Hey there friends! My name is Taylor Downey and I’m a freshman Youth Ministry major! I was blessed with the coolest opportunity (along with two other sweet sisters, Kira Odom and Madelynn Yoder) to go on a mission trip to Belize with other OCU students and faculty over winter break, and, suffice to say, it was an experience worth sharing. I’m super excited to share my experiences with you!
We began the week with a “cultural day” that we spent exploring Mayan ruins in the city of San Ignacio. Even though a significant amount of the site remained buried or had been lost to time, what remained was absolutely breathtaking. The massive buildings were right next to the jungle, and, as we explored the pyramids we could hear the soothing squawks of the howler monkey family that was climbing through the trees*.
After the day of fun, our mission group got down to business. We spent the rest of our week building secure window shutters for a local school that had been broken into several times over the past year. The construction was much tougher than I expected, but it felt so rewarding to know that we were making a safe work and learning environment for the students and their teachers! After working at the school in the mornings, we ran a day camp for kids in the nearby neighborhoods each afternoon. Our average turnout for each day was about 60 or more kids, and I think our entire group would agree that being with them for a few hours a day was the highlight of the week. Every child that came to our camp was so smart, so loving, and so much fun--they greatly changed my perspective and definitely impacted my heart.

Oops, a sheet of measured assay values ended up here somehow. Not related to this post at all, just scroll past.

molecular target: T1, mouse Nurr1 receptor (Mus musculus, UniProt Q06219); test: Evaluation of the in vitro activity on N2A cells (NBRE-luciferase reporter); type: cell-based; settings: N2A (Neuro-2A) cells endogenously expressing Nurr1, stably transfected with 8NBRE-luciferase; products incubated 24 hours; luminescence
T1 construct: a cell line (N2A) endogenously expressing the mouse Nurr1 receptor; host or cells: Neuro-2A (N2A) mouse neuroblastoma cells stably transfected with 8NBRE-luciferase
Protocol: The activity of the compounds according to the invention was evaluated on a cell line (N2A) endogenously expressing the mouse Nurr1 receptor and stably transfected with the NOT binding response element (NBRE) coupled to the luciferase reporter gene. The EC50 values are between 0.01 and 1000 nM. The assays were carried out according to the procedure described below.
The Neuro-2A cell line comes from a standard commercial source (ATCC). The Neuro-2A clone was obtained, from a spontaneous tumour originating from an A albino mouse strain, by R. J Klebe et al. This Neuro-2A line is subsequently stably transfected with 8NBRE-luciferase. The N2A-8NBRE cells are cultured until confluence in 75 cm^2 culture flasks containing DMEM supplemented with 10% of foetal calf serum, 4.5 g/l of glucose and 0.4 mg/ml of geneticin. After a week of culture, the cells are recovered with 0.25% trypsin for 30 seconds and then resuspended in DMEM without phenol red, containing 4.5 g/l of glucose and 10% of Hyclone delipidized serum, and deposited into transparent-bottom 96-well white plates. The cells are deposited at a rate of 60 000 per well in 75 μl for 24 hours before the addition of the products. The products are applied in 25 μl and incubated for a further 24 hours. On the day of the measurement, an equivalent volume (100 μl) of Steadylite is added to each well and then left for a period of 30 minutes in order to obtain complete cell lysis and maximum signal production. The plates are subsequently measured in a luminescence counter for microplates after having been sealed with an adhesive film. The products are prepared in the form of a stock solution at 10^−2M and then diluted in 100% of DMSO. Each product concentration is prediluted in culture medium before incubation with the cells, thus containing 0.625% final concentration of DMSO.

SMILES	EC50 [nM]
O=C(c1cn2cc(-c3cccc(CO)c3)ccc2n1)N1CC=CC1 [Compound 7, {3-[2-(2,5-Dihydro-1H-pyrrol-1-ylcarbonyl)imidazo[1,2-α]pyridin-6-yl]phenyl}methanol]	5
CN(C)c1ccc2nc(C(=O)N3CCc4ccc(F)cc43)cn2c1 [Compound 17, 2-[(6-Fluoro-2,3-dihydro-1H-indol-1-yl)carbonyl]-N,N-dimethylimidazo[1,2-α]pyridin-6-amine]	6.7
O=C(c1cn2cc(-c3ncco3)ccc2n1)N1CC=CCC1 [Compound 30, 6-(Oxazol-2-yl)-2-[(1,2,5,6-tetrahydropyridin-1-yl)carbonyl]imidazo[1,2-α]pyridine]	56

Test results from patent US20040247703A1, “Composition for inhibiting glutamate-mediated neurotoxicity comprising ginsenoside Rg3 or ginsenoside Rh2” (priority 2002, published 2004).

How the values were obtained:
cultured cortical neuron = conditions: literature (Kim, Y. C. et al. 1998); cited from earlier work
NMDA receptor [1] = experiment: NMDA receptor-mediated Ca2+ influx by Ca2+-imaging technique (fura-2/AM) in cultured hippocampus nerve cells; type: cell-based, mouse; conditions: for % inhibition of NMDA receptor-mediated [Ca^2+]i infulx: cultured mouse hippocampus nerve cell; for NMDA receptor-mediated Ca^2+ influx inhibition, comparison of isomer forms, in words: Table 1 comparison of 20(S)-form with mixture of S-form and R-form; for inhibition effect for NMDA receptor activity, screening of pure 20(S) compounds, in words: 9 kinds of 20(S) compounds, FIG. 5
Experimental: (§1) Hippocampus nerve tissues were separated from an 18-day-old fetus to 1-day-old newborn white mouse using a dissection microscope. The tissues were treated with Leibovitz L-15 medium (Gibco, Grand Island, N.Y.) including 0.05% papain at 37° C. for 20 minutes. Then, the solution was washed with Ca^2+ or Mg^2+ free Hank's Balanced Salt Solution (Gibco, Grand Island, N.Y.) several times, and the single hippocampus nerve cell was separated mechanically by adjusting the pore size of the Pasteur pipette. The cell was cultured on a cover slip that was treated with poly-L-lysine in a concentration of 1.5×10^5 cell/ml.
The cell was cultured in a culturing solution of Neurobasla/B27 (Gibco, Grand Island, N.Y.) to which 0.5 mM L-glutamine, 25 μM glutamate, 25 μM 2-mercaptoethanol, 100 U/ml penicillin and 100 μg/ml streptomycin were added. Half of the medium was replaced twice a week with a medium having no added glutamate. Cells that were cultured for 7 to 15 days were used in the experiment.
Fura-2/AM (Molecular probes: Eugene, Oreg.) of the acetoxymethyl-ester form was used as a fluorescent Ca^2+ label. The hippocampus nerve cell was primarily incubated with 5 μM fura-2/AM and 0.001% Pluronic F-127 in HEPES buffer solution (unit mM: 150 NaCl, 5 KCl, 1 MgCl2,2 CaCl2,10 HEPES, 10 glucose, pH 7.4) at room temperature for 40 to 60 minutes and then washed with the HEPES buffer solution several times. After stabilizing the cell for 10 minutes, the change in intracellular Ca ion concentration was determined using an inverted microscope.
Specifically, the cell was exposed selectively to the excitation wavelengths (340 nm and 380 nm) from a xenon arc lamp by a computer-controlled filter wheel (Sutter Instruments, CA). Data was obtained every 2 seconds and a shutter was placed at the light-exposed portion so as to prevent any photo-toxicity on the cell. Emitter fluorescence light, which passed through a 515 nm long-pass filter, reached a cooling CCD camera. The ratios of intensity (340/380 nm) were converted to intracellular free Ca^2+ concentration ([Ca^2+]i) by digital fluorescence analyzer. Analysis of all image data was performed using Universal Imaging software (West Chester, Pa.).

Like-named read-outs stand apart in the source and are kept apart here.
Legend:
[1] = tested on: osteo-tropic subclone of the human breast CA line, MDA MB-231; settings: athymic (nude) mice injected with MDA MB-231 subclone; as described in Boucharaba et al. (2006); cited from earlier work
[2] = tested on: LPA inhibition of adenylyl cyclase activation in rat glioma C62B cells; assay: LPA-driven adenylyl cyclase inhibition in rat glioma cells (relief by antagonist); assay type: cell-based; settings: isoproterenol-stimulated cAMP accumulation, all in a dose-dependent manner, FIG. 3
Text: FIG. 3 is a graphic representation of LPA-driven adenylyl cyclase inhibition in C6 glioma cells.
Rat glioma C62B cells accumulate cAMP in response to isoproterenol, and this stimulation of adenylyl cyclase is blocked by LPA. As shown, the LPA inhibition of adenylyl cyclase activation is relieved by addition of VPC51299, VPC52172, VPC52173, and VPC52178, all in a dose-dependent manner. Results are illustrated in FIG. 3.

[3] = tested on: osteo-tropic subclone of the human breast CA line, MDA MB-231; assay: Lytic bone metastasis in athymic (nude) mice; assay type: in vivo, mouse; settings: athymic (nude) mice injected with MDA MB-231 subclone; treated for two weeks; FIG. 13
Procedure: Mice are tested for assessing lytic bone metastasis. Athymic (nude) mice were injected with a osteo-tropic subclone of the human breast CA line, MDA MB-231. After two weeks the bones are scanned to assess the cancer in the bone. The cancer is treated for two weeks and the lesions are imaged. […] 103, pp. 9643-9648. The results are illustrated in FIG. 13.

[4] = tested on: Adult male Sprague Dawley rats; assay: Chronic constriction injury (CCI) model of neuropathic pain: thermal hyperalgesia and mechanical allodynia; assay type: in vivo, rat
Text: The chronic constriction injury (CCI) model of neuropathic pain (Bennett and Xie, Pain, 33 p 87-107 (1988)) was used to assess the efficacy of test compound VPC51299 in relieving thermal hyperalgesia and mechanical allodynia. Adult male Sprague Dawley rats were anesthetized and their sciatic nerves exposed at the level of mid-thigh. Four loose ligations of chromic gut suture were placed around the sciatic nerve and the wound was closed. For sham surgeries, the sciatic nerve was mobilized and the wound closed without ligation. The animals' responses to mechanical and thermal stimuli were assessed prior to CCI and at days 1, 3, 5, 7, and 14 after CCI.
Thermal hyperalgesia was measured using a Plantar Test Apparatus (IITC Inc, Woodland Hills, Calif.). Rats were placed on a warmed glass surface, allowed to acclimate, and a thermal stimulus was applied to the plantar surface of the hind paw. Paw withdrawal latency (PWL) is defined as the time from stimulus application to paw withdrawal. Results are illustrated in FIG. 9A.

One of the more sobering things I learned during the week was the rate of domestic violence in Belize. Sixty (60) percent of women report experiencing situations of domestic violence, and considering situations that remain unreported, that number is probably much higher. Alpha Chi has taught me a lot that I didn’t know about domestic violence, which makes that statistic break my heart all the more. The missionaries who live at Camelote Camp (our home for the week) have had after-school classes with some of the local girls to teach them self-worth; their hope is that, when the girls enter relationships in the future, they will recognize if they are being treated badly and know how to leave. My dream after leaving Belize is to go back someday and help equip girls to stand up against domestic violence, but until then, I hope I can continue being an advocate for the voiceless here at home.
So there you have it: the biggest and best highlights from Belize! I’ve barely scratched the surface of the awesome things we did all week, so if you see me around (or Madelynn or Kira) and happen to have an hour or two free, ask us about our mission trip! We have lots of great memories to share!
*Note: the howler monkey sounds are NOT soothing. They sound like angry dinosaurs. It was still cool to hear though.